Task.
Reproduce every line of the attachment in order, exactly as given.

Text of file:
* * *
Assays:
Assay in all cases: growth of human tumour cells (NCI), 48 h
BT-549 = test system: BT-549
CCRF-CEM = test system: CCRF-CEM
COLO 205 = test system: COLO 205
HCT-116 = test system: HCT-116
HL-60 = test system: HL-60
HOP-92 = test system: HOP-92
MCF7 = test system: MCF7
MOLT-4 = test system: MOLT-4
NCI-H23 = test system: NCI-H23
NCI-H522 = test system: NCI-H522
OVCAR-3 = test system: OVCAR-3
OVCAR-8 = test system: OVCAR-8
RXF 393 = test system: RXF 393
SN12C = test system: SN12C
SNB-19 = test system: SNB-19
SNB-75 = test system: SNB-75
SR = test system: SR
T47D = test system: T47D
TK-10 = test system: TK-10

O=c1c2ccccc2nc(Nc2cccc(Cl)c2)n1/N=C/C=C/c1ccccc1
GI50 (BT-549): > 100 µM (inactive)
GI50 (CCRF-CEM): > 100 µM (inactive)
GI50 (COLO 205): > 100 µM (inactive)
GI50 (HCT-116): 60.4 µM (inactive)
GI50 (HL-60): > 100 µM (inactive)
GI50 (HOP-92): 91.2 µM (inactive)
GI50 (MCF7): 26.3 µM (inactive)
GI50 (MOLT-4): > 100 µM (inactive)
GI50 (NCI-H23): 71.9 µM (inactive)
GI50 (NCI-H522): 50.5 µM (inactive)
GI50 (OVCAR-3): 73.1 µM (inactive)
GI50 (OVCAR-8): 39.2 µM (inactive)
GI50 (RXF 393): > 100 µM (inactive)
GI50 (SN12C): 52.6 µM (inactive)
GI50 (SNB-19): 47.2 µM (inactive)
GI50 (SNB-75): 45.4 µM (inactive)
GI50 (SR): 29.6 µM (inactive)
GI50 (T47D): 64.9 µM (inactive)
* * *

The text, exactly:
Assays:
Assay in all cases: growth of human tumour cells (NCI), 48 h
BT-549 = test system: BT-549
CCRF-CEM = test system: CCRF-CEM
COLO 205 = test system: COLO 205
HCT-116 = test system: HCT-116
HL-60 = test system: HL-60
HOP-92 = test system: HOP-92
MCF7 = test system: MCF7
MOLT-4 = test system: MOLT-4
NCI-H23 = test system: NCI-H23
NCI-H522 = test system: NCI-H522
OVCAR-3 = test system: OVCAR-3
OVCAR-8 = test system: OVCAR-8
RXF 393 = test system: RXF 393
SN12C = test system: SN12C
SNB-19 = test system: SNB-19
SNB-75 = test system: SNB-75
SR = test system: SR
T47D = test system: T47D
TK-10 = test system: TK-10

O=c1c2ccccc2nc(Nc2cccc(Cl)c2)n1/N=C/C=C/c1ccccc1
GI50 (BT-549): > 100 µM (inactive)
GI50 (CCRF-CEM): > 100 µM (inactive)
GI50 (COLO 205): > 100 µM (inactive)
GI50 (HCT-116): 60.4 µM (inactive)
GI50 (HL-60): > 100 µM (inactive)
GI50 (HOP-92): 91.2 µM (inactive)
GI50 (MCF7): 26.3 µM (inactive)
GI50 (MOLT-4): > 100 µM (inactive)
GI50 (NCI-H23): 71.9 µM (inactive)
GI50 (NCI-H522): 50.5 µM (inactive)
GI50 (OVCAR-3): 73.1 µM (inactive)
GI50 (OVCAR-8): 39.2 µM (inactive)
GI50 (RXF 393): > 100 µM (inactive)
GI50 (SN12C): 52.6 µM (inactive)
GI50 (SNB-19): 47.2 µM (inactive)
GI50 (SNB-75): 45.4 µM (inactive)
GI50 (SR): 29.6 µM (inactive)
GI50 (T47D): 64.9 µM (inactive)